In the news: Facebook’s using new and faster translation methods including catching violations
30th January 2018
Translation has been one of Facebook’s most important features. As the company says:
“Language translation is important to Facebook’s mission of making the world more open and connected, enabling everyone to consume posts or videos in their preferred language — all at the highest possible accuracy and speed.”
Last week Facebook announced a new technique in its language translation which works faster and more accurately than its rival systems. It also helps Facebook catch problems across all languages more quickly.
This can be achieved by using a novel convolutional neural network (CNN) approach for language translation that achieves state-of-the-art accuracy at nine times the speed of recurrent neural systems. Programs that detect posts that are against Facebook’s policies will gain more accuracy across more languages, Facebook says, supporting the platform’s ongoing work against hate speech, terrorism, and fake news.
Usually, the AL powered translation relies on recurrent neural networks (RNNs) which are the incumbent technology for text applications and have been the top choice for language translation because of their high accuracy. The new research leverages convolutional neural networks (CNNs) instead. Though RNNs have historically outperformed CNNs at language translation tasks, their design has an inherent limitation, which can be understood by looking at how they process information.
RNNs translate text by reading a sentence in one language and predicting a sequence of words in another language with the same meaning. It operates in a strict left-to-right or right-to-left order, one word at a time.
CNNs on the other hand, compute all elements of data simultaneously, taking full advantage of GPU parallelism and making translation more efficient.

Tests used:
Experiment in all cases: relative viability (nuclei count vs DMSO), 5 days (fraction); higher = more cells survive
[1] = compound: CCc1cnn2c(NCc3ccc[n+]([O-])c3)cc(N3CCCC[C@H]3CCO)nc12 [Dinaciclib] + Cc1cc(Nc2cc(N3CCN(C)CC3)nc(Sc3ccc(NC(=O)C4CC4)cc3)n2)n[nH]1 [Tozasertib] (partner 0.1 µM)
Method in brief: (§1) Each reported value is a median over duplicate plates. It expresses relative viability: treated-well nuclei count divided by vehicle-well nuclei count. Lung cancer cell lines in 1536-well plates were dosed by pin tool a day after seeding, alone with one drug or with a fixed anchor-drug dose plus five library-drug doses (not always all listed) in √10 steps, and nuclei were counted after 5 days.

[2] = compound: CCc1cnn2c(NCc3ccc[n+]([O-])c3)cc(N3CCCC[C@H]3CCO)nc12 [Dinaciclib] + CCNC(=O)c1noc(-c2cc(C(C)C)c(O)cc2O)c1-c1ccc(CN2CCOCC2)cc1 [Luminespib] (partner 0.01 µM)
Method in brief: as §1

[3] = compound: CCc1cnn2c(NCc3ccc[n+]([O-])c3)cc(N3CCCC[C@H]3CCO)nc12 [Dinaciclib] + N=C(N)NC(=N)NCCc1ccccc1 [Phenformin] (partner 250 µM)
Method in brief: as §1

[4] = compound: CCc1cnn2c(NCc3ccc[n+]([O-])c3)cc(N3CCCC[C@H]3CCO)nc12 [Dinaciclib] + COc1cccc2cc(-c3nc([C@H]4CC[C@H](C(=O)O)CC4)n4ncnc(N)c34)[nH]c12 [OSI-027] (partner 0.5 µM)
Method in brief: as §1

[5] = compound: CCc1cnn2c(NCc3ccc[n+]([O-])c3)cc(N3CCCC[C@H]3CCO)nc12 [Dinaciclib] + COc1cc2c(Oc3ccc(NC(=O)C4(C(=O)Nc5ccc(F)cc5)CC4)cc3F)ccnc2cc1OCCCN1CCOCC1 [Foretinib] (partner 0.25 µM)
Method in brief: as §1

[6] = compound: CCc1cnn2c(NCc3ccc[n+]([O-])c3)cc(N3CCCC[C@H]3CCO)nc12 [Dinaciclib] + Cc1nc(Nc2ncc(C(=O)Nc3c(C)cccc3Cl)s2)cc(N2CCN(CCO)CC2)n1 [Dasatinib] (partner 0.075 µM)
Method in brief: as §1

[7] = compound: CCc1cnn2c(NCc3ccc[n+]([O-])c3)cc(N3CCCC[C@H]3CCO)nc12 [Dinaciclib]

This style of computation is much better suited to the GPU hardware used to train most contemporary neural networks.
Better translation with multi-hop attention and gating
A distinguishing component of this new architecture is multi-hop attention. An attention mechanism is similar to the way a person would break down a sentence when translating it. Instead of looking at the sentence only once and then writing down the full translation without checking it, the network takes repeated “glimpses” at the sentence to choose which words it will translate next, much like a human occasionally looks back at specific keywords when writing down a translation. Multi-hop attention is an enhanced version of this mechanism, which allows the network to make multiple such glimpses to produce better translation.
Gating controls the information flow in the neural network. In every neural network, information flows through so-called hidden units. Facebook gating mechanism controls exactly which information should be passed on to the next unit so that a good translation can be produced by taking into account the translation it has already produced.
The work exists solely as research at the moment — it hasn’t yet been implemented in a Facebook product but Facebook says it is likely to happen soon.